BTK inhibitors for B-cell malignancies: managing and improving class-driven adverse events

Bruton’s tyrosine kinase (BTK) inhibitors fulfill an increasingly important role in the treatment of patients with B-cell malignancies including chronic lymphocytic leukemia (CLL) and other subtypes of non-Hodgkin lymphoma (NHL), offering the potential for patients to receive chemotherapy-free treatment regimens. However, the incidence of treatment-related adverse events (TRAEs) associated with the use of first- and second-generation BTK inhibitors is a cause for concern in certain patient subgroups. This has created a drive to better understand the mechanisms underlying these TRAEs, optimize the management of TRAEs, and develop novel BTK inhibitors with improved safety profiles.

In 2013, ibrutinib became the first BTK inhibitor to receive FDA approval when it was approved for the treatment of relapsed and refractory (R/R) mantle cell lymphoma (MCL). Since then, ibrutinib has received FDA approval for the treatment of R/R and treatment-naïve CLL and small lymphocytic lymphoma (SLL), Waldenström’s macroglobulinemia, and marginal zone lymphoma (MZL).  Acalabrutinib became the second BTK inhibitor to receive FDA approval in 2017 and zanubrutinib became the third in 2019, when each was approved for the treatment of R/R MCL.1

BTK inhibitors work by binding to the BTK enzyme and blocking the B-cell receptor signalling cascade, thus preventing the proliferation and survival of B-cells. Ibrutinib binds covalently to cysteine 481, however it can also bind to other kinases, including members of the epidermal growth factor receptor (EGFR) family and interleukin-2-inducible T-cell kinase (ITK). Whilst these “off-target” effects can enhance anti-tumor activity, they may also induce adverse events such as atrial fibrillation and bleeding.2

At the European Hematology Association (EHA) 2021 Congress, Andrea Visentin, MD, PhD, from the University of Padua, Padova, Italy, spoke on the management of BTK class-driven adverse events (AEs) for patients with CLL, highlighting risk factors and commenting on the development of a risk assessment score for the prediction of atrial fibrillation occurrence.

The second-generation BTK inhibitors, acalabrutinib and zanubrutinib, were developed to bind more selectively than their first-in-class antecedent, and as such have fewer “off-target” effects. Two head-to-head trials are currently underway which are comparing the efficacy and safety of different BTK inhibitors. The ALPINE trial (NCT03734016) is directly comparing zanubrutinib and ibrutinib in patients with R/R CLL/SLL. Interim analysis of this trial reported that zanubrutinib demonstrated a superior response rate with a lower incidence of atrial fibrillation in comparison to ibrutinib.3 The ELEVATE CLL R/R trial (NCT02477696) is directly comparing acalabrutinib and ibrutinib. At the American Society of Clinical Oncology (ASCO) 2021 Virtual Meeting, John Byrd, MD, from The Ohio State University, Columbus, OH, outlined the results of the ELEVATE CLL R/R trial so far.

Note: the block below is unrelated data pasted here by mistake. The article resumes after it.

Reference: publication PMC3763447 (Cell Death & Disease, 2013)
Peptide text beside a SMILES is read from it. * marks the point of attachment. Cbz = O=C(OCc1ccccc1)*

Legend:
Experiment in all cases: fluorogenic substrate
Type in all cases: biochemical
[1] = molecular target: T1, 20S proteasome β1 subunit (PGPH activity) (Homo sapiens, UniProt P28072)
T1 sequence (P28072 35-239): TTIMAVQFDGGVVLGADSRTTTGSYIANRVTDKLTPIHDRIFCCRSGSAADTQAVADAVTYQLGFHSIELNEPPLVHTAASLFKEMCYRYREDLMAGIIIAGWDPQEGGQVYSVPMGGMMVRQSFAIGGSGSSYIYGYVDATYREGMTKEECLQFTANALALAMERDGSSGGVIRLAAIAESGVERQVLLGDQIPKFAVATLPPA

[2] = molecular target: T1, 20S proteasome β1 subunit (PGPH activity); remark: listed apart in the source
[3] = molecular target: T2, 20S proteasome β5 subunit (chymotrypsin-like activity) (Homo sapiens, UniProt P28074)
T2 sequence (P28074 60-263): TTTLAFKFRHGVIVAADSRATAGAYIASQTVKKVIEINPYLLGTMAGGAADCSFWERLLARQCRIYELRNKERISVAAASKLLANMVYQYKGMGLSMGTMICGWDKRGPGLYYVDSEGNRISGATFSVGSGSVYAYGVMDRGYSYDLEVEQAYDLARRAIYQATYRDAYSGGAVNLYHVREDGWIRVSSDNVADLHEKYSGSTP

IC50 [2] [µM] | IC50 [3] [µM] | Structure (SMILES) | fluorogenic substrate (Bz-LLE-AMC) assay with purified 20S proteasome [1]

Prof. Byrd commented on the design of the study saying: “The study was set up to show that acalabrutinib, a second-generation [BTK inhibitor, which] potentially by being second-generation and more selective has less side effects, would have similar efficacy in terms of remission duration in CLL”. Prof. Byrd went on to report that the study demonstrated that atrial fibrillation, arthralgia, hypertension, and bruising were more common with ibrutinib than with acalabrutinib.

Steven Treon, MD, PhD, of the Dana-Farber Cancer Institute, Boston, MA, also spoke on BTK class-driven AEs at the EHA 2021 meeting, reporting on data from the ASPEN trial (NCT03053440), which is comparing the safety and efficacy of zanubrutinib and ibrutinib in patients with Waldenström’s macroglobulinemia. Dr Treon commented: “It’s important to think about trials with each one of these inhibitors, and rather than think about them as a class when it comes to safety, actually think about each one of these because of the differences in the kinome spectrum”.

Third-generation BTK inhibitors are now being developed, which aim to improve on the efficacy and the safety profile of their predecessors. Recently, pirtobrutinib (formerly LOXO-305) has demonstrated promising safety and efficacy results in the Phase I/II BRUIN trial (NCT03740529) which is investigating pirtobrutinib as a single agent for the treatment of patients with CLL, SLL or NHL. Pirtobrutinib is a highly selective non-covalent BTK inhibitor which binds reversibly to BTK and was designed with the goal of reducing acquired resistance and TRAEs.4

  1. Wen T, Wang J, Shi Y, et al. Inhibitors targeting Bruton’s tyrosine kinase in cancers: drug development advances. Leukemia. 2020 October 29; 25:312-332.
  2. Palma M, Mulder TA, Österborg A. BTK Inhibitors in Chronic Lymphocytic Leukemia: Biological Activity and Immune Effects. Frontiers in Immunology. 2021 July 1; 12:686768.
  3. Hillmen P, Eichhorst B, Brown JR, et al. First interim analysis of ALPINE study: results of a Phase 3 randomized study of zanubrutinib vs ibrutinib in patients with relapsed/refractory chronic lymphocytic leukemia/small lymphocytic lymphoma. European Hematology Association Library. 2021 Jun 11; 330170; LB1900.
  4. Mato AR, Shah NN, Jurczak W, et al. Pirtobrutinib in relapsed or refractory B-cell malignancies (BRUIN): a phase 1/2 study. The Lancet. 2021 March 6; 397(10277):892-901.

Written by Sophie Redfern

Edited by Thomas Southgate